Dictionary of National Biography, 1885-1900/Ashworth, Caleb

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ASHWORTH, CALEB, D.D. (1722–1775), dissenting tutor, was born at Clough-Fold, Rossendale, Lancashire, in 1722. The date rests on Palmer's statement that he was ‘but fifty-three years of age’ at death, and on the monumental inscription given in Baker's ‘Northamptonshire’ (i. 332). His father, Richard Ashworth, who died in 1751, aged eighty-four, was a lay preacher among the Particular Baptists; he had three sons—Thomas, Particular Baptist minister at Heckmondwike; Caleb; and John, General Baptist minister, colleague of Dr. James Foster (Pope's ‘modest Foster’), who preached his funeral sermon in 1742. Caleb was originally a carpenter; he probably was not in sympathy with his father's views, and thus did not at first turn to the ministry. He was afterwards educated for the independent ministry, under Doddridge, at Northampton, where he first took up his quarters in 1739; and settled at Daventry in 1746, originally as assistant to James Floyd. Under Doddridge's will the management of the academy was left to Ashworth, and, as the Northampton congregation did not elect him their minister, he removed it to Daventry in 1752. He obtained the degree of D.D. from Scotland in 1759. He had married a Miss Hemings, by whom he had three sons and three daughters. His son John entered Daventry academy in 1760, but became a grazier. Ashworth died on 18 July 1775. Under him Daventry academy became a chief seat of culture among the liberal independents and presbyterians, who at that time were closely fused, and partook of the same type of theology and church polity. A list of his students may be found in ‘Monthly Repository,’ 1822. His most distinguished scholar was Priestley, who says that Ashworth took ‘the orthodox side of every question’ in theology and philosophy, the sub-tutor, Samuel Clark, ‘that of heresy.’ Doddridge's plan of referring to authors on all sides of every question, and requiring his students to give an account of them, was faithfully pursued by his successors, with the result of much independence of judgment. A pupil (Rev. T. Thomas, in Month. Rep., 1814, p. 79) says: ‘Under Dr. Doddridge there was a more popular exterior; under Dr. Ashworth a more disciplined interior.’ The defect of the academy was the neglect of languages [see Alexander, John, (1736–1765)], biblical criticism, and ecclesiastical history; its staple was dogmatics and philosophy, including psychology (then called pneumatology), ethics, and physics. Ashworth published for his academy a Hebrew Grammar, and a treatise on ‘Plane Trigonometry;’ for his congregation, a book of ‘Tunes;’ and Funeral Sermons for Dr. Isaac Watts 1749, Rev. James Floyd 1759, and Rev. S. Clark, his coadjutor, 1770.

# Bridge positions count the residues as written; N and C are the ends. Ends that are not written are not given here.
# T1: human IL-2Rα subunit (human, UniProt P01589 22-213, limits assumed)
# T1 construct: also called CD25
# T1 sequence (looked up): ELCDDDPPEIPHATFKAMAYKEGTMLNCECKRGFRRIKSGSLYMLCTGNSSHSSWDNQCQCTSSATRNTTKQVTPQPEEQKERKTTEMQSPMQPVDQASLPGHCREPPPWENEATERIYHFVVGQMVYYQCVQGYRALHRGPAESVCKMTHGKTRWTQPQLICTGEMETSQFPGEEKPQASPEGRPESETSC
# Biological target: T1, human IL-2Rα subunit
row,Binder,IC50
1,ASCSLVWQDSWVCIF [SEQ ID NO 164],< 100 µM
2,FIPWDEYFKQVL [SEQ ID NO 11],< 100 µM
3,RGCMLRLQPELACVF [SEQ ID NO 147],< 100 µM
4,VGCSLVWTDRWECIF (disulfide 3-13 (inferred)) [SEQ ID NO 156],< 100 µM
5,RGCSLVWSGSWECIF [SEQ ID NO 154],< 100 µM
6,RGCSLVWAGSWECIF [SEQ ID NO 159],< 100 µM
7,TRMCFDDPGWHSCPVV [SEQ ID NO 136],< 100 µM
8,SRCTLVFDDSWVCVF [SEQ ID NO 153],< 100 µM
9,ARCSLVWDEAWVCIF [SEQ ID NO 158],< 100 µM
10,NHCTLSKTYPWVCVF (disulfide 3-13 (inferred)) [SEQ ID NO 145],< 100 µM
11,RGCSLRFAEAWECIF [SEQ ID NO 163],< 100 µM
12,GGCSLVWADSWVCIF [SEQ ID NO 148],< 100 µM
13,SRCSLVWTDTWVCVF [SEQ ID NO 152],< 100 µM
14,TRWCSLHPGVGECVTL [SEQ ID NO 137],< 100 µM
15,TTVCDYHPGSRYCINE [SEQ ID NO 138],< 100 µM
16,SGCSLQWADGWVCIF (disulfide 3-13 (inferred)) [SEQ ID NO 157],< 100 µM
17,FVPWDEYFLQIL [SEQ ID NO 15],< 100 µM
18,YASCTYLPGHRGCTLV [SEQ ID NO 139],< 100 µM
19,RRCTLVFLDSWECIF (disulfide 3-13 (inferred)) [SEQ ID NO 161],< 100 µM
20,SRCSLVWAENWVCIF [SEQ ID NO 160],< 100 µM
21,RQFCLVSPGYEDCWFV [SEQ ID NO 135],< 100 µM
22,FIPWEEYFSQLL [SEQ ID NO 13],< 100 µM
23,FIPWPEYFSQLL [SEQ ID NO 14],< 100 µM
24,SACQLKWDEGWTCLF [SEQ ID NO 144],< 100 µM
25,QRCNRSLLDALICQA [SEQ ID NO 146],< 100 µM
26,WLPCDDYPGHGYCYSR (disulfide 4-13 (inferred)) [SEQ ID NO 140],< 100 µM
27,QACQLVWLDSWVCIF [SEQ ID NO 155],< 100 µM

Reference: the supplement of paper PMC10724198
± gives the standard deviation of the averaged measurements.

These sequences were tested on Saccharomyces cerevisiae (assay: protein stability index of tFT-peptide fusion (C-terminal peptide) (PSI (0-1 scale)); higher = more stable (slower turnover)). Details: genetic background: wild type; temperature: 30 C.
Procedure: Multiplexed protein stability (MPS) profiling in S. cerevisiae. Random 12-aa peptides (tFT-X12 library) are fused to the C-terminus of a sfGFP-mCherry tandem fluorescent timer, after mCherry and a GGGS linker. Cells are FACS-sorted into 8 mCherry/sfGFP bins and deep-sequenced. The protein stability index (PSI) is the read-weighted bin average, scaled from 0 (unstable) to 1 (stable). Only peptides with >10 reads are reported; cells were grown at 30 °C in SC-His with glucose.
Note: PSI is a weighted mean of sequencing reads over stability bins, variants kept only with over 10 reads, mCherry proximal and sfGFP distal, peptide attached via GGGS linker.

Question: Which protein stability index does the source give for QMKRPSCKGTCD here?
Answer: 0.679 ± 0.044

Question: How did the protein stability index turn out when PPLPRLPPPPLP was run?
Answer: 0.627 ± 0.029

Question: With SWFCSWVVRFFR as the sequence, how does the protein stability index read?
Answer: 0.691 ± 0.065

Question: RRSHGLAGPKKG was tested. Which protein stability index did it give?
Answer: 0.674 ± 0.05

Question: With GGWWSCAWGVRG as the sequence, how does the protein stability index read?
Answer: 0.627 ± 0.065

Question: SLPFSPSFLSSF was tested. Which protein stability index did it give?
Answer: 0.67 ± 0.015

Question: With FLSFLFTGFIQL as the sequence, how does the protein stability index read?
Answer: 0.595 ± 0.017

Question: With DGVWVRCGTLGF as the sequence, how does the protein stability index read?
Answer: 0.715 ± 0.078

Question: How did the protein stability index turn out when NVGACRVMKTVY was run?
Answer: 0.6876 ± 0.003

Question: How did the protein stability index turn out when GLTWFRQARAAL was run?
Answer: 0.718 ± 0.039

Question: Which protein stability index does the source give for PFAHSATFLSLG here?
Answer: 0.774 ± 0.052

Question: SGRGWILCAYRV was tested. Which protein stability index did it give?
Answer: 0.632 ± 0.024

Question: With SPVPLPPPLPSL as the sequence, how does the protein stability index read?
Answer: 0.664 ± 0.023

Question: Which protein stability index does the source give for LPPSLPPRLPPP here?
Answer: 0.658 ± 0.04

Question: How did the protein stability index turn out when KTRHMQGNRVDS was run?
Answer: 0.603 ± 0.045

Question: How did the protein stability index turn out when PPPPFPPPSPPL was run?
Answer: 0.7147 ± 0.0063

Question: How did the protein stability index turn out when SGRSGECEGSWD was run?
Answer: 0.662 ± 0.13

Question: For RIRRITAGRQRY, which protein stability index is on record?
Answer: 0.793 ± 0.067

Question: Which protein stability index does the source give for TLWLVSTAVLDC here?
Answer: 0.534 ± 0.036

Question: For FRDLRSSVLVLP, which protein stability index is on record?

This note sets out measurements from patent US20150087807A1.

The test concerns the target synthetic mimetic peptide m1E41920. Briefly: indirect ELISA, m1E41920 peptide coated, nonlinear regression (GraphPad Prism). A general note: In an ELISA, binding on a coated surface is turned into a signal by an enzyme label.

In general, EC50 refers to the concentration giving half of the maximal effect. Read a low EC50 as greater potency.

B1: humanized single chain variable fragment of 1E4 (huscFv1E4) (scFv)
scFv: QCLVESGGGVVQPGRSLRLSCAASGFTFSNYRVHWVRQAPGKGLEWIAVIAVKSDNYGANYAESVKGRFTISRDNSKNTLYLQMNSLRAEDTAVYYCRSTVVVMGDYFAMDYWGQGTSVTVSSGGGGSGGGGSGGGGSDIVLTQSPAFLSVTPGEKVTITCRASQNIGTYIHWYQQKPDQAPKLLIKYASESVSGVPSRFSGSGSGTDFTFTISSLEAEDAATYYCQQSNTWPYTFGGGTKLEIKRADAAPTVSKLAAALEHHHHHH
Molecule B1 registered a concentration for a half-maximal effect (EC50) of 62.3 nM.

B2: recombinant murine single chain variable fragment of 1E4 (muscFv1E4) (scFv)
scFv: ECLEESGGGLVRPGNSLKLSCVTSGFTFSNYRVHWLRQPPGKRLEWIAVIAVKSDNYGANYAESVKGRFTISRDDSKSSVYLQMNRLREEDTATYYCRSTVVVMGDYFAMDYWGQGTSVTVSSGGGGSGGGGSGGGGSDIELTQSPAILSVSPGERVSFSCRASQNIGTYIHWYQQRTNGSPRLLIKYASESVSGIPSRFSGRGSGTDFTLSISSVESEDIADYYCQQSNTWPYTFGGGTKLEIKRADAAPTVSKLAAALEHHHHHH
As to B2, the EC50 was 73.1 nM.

[Funeral Sermon, by Rev. Samuel Palmer, 1775; Monthly Repository, 1813, 1822; Prietley's Autobiography, incorporated in Rutt's Memoirs and Correspondence of Priestley, 1831.]

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